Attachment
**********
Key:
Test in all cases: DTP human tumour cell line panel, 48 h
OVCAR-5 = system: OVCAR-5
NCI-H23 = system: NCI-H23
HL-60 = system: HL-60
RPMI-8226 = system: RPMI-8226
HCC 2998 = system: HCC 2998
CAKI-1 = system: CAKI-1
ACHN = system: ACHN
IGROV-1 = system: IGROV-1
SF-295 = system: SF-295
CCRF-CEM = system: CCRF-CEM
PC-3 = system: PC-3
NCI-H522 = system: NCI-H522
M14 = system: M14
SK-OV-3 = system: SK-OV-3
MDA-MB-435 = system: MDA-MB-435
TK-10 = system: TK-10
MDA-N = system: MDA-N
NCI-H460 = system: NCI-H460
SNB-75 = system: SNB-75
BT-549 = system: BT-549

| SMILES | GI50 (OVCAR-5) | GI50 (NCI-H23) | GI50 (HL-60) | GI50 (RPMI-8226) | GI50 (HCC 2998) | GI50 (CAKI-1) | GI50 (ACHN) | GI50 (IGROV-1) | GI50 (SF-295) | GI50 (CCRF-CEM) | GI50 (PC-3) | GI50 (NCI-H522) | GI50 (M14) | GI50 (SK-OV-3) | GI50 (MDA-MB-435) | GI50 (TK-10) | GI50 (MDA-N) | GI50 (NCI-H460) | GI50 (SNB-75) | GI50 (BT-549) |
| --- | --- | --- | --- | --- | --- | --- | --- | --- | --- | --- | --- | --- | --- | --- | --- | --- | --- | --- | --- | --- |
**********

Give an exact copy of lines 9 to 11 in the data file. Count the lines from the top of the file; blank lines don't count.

ACHN = system: ACHN
IGROV-1 = system: IGROV-1
SF-295 = system: SF-295